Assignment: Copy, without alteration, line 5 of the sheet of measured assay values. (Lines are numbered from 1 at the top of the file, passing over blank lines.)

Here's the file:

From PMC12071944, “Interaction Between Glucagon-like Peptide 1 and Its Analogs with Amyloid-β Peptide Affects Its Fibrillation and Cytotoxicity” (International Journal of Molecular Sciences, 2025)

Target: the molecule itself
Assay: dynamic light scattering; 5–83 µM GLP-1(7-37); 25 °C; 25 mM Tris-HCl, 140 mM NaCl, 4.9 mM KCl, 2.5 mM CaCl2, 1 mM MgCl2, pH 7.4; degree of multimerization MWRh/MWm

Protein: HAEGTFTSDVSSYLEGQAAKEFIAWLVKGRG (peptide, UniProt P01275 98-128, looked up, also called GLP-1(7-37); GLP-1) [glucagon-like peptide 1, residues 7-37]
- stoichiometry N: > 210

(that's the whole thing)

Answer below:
- stoichiometry N: > 210